Automobile society has been triumphant for a century. While this success is often ascribed to entrepreneurial tenacity and indefatigable demand, it is more correctly credited to auspicious political, economic and cultural trends. The macro-scale factors responsible for the entrenchment of automobility in developed countries are now moving in reverse direction. A socio-technical transitions perspective emphasises how declining industrial influence, stagnating wages, growing income inequality, increasing vehicle operating costs and changing sociodemographics are now undermining the foundations of automobile society. Three expressions of this process are considered: claims that transport planners are engaged in a 'war' against the automobile, emergent evidence that vehicle use is reaching saturation (the so-called 'peak car' phenomenon) and apparent disinclination of youth to embrace automobile-oriented lifestyles. Although these developments suggest some instability in the socio-technical system, the lock-in of key features and the paucity of practicable alternatives suggest that declarations of a pending transition are premature.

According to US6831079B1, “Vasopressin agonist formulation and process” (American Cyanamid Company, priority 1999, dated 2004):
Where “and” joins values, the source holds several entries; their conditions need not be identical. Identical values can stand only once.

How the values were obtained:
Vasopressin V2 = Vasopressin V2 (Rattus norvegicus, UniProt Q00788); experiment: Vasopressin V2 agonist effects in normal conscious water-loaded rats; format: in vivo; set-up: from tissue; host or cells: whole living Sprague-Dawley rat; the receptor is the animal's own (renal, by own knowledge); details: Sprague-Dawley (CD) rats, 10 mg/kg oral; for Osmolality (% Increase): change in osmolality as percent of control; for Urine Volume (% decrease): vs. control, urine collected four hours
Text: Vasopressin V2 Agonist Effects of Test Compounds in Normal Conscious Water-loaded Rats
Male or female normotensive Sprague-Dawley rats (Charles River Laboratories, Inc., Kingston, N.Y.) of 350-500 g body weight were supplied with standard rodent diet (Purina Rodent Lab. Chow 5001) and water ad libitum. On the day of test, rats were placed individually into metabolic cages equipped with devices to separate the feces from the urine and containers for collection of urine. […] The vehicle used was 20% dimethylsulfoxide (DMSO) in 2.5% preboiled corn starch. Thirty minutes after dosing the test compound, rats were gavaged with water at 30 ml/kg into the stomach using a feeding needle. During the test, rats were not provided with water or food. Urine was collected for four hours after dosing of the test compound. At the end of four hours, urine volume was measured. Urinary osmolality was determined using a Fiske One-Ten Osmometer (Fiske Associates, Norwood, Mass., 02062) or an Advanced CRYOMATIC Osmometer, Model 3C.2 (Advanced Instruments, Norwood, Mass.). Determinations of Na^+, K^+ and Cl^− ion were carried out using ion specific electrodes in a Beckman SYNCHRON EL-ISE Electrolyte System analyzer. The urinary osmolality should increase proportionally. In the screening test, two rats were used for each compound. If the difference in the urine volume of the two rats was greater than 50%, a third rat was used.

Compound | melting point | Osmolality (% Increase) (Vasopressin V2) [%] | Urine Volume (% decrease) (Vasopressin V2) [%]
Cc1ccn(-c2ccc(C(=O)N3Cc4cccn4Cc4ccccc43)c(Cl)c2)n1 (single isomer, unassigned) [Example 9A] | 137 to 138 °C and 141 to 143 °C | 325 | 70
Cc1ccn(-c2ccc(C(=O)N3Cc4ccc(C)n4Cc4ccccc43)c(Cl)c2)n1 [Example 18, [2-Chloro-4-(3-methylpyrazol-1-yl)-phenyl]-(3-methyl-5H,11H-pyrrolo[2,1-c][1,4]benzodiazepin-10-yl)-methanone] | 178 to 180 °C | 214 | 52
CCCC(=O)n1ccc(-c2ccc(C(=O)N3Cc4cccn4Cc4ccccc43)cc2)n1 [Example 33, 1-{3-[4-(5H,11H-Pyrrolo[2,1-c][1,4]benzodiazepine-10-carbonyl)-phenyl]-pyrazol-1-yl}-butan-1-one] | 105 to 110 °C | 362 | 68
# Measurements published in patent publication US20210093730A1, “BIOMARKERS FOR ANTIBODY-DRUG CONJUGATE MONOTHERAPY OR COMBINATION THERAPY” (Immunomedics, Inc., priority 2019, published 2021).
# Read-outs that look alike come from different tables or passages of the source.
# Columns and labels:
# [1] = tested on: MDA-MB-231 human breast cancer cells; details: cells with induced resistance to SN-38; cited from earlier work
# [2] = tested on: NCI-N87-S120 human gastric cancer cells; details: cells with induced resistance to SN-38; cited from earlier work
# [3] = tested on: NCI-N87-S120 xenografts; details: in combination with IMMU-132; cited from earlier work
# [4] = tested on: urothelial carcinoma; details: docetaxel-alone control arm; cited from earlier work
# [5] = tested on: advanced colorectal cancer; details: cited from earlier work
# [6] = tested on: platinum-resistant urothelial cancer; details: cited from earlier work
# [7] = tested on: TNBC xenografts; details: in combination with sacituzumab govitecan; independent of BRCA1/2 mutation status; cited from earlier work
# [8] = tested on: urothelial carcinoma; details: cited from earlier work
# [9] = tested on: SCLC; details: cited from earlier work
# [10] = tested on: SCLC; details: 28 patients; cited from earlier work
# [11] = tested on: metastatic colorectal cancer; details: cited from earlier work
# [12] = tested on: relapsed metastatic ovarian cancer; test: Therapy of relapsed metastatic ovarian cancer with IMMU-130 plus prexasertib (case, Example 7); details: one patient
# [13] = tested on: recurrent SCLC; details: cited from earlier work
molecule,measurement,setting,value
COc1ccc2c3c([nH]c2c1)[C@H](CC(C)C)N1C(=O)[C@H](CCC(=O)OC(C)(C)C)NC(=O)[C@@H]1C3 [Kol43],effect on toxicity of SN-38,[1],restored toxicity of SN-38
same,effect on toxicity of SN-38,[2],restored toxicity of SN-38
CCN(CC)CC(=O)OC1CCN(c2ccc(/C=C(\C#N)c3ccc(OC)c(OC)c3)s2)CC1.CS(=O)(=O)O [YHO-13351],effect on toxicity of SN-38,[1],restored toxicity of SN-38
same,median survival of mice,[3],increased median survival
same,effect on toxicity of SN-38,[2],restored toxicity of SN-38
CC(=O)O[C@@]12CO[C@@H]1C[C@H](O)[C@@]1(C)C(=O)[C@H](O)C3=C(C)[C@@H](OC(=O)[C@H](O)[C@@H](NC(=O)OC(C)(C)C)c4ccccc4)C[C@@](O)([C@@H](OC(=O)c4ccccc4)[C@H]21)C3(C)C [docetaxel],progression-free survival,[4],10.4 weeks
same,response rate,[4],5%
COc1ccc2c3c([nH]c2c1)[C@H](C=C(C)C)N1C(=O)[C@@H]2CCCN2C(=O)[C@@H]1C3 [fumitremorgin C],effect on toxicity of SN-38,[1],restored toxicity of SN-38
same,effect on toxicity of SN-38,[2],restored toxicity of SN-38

All Science Journal Classification (ASJC) codes
- Strategy and Management
- Management Science and Operations Research
- Generation Y
- Net Generation
- mobility futures
- transition management